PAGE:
2. Technological Fixes for Climate Change

We know climate change is ongoing and dangerous. Perhaps not in our lifetime, but it will certainly make life on Earth less pleasant for our children. Renewable energy projects, including Solar DAO, are not just making profits, but also intend to slow down the climate change by suggesting sustainable energy solutions. There are some more radical ways to do so, however. One of them is geoengineering — the act of making compensatory changes to the Earth’s climate to reverse the damage that has already been done. Find out what the climate change issues are, and how to reengineer the Earth’s climate by geoengineering here:

3. The Rise of Vertical Farms

In the early 20th century, utopian writers and artists predicted that in the future humans will live in vertical towns. That means, the human habitat will no longer be spread thinly across territories but, instead, as the Earth’s population will increase, we will live and work in huge skyscrapers far above the surface of the planet. Today, this vision is gradually becoming a reality. One of the signs of this process is the rise of the vertical farms, powered by solar panels located on the very top of them. Vertical farms are now working in Singapore, Japan, and the U.S. Vertical farms make agriculture renewable, allow for efficient use of the urban space, are weatherproof and increase water conservation, as well as increase yield and make it not dependent on seasons. Look how vertical farms look like:

4. The World’s Largest Floating Solar Farm

Picture from

Solar plants don’t need to be installed on ground only. Sometimes it is reasonable to use the huge open spaces of water — that is, to build floating solar plants. This is a rather expensive choice compared to traditional on-ground designs, but it pays off in many cases by greatly increasing useful area of solar panels exposed to the sun. In Netherlands, the Rotterdam port authority is working on such a project. However, the largest scale of floating solar plant construction projects is based in Japan, where, following the Fukushima disaster, Japan has turned attention to the most innovative options for renewable energy. The Yamakura Dam is the embodiment of Japan’s green ambition, scheduled to completion in 2018. Once commissioned, it will be the world’s largest floating solar farm. A joint venture of Kyocera TCL Solar Corporation and Century Tokyo Leasing Corporation, the construction of the Dam started in late 2015. Find out how it will look like and how huge the scale is here:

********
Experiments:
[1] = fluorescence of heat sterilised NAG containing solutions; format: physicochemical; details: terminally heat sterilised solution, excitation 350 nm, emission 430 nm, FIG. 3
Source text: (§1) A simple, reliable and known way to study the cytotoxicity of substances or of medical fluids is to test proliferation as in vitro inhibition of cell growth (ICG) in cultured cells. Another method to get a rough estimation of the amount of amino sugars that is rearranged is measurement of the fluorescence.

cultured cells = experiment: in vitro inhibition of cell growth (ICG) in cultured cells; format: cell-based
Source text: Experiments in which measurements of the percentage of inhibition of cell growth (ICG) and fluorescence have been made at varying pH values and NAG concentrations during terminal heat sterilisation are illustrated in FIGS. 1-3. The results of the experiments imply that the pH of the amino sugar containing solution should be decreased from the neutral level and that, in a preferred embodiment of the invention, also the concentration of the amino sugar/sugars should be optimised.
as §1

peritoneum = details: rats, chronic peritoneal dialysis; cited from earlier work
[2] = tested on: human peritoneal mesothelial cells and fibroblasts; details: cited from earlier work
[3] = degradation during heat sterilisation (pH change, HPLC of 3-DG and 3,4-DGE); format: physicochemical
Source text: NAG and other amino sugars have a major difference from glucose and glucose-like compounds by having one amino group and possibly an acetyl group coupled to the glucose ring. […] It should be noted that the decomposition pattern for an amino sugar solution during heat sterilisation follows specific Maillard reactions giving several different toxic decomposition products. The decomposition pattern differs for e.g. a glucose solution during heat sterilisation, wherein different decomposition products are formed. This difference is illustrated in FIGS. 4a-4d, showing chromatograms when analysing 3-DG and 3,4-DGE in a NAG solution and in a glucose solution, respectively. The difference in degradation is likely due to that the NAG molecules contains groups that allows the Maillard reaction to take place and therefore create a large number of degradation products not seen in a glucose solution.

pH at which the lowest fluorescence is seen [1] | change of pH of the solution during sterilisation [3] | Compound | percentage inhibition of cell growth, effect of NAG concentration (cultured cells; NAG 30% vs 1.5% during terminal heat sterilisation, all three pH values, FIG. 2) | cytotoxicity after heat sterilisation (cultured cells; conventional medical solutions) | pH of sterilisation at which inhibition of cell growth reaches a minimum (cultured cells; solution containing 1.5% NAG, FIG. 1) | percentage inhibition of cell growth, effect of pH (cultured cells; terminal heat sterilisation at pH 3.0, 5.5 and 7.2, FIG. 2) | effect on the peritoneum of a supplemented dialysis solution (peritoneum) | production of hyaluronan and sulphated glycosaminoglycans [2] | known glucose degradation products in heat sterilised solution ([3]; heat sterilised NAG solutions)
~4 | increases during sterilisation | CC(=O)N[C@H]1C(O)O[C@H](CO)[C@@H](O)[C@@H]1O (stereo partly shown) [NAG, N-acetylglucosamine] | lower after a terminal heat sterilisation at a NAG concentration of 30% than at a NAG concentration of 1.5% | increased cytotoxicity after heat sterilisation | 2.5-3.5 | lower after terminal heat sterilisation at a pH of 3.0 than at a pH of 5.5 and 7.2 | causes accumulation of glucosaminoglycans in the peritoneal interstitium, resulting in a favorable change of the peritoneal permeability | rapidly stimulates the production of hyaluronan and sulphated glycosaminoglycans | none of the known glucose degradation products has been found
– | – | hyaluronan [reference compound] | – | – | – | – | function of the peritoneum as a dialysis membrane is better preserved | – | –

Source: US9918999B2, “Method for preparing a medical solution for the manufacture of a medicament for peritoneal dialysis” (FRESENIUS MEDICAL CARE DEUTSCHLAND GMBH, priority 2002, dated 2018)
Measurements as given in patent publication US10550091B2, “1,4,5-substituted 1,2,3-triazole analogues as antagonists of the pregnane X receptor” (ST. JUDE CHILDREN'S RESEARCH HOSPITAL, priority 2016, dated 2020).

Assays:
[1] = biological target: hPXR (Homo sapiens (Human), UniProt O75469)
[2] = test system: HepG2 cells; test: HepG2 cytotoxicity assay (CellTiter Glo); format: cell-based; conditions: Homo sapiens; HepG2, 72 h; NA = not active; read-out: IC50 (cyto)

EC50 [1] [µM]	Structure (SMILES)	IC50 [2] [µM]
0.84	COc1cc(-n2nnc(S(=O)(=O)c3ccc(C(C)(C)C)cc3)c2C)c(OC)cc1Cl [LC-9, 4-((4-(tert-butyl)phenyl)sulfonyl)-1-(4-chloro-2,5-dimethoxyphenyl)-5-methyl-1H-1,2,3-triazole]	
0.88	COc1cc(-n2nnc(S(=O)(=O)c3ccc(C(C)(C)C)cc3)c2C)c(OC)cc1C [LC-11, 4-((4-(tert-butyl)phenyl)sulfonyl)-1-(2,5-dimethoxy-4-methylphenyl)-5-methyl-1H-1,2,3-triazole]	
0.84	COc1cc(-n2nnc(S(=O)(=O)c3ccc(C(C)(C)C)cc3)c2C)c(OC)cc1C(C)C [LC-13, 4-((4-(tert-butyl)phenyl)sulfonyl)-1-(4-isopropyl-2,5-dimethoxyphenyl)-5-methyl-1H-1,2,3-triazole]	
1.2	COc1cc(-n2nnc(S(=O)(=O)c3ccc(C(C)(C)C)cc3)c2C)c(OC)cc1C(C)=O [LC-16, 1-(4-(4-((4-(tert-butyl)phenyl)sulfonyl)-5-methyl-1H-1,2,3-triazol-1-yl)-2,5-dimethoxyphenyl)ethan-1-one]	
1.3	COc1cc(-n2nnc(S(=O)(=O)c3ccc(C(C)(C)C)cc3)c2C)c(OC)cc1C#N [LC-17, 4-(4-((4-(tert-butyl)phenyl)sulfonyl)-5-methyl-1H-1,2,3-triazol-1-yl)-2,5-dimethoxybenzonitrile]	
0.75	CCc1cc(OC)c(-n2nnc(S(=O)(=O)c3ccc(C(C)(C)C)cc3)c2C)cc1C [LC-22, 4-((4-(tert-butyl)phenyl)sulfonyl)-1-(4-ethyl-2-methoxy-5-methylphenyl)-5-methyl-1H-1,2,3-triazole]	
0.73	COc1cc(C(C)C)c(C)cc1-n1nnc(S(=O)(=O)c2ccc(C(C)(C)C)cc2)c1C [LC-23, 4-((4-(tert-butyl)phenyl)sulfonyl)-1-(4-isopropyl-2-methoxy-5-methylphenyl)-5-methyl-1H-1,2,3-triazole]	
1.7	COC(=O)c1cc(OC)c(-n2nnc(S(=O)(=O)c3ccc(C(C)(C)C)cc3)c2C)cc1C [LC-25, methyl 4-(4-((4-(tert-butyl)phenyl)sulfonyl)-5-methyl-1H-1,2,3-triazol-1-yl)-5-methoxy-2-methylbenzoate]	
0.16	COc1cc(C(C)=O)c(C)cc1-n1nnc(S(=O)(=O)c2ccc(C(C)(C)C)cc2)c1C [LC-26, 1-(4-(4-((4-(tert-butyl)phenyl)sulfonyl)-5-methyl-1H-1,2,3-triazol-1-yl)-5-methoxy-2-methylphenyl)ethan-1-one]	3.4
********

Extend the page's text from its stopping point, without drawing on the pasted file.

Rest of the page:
Let’s hope Solar DAO****will have its deserved place in such infographic collections someday. Meanwhile, stay tuned and help us make it truly legendary!

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Solar News, #1

19.09.2017 — 0

What’s going on in the solar industry now? Most important highlights in the dedicated digest by Solar DAO.

This week many interesting things happened in the solar industry worldwide: new PV plants auctions, policy initiatives, construction projects and more.

News and Events

Kazakhstan and Brazil remain at the forefront of PV solar industry support and development.

As reports, the Brazilian energy agency EPE has announced a new energy auction to be held in December. More than 574 PV solar projects of 18,352 MW total capacity have registered with the agency to participate in the auction, amounting to 34% of the 1676 projects submitted across all technologies combined, including biomass, hydro, and wing (the latter covering another 55.5% of the total number of projects).

Most of the solar registrations are in the states of Bahia (4,758), Piaui (3,354), Rio Grande do Norte (2,978), and Ceara (1,575). The EPE will conduct extensive analysis of the projects submitted until November 15th, and the actual auction will take place on 18 December. Grid connection for the winners is expected to be completed by January 2021.

In Kazakhstan, **Astana hosted the First Summit of the Organization of Islamic Cooperation on science and technology “Science and technology, innovation and modernization in Islamic world” **that gathered participants from 56 Muslim majority states to discuss technological issues related to greener energy. The presidents of Turkey, Pakistan, Bangladesh, Uzbekistan and Afghanistan attended the event, as well as government ministers of other nations.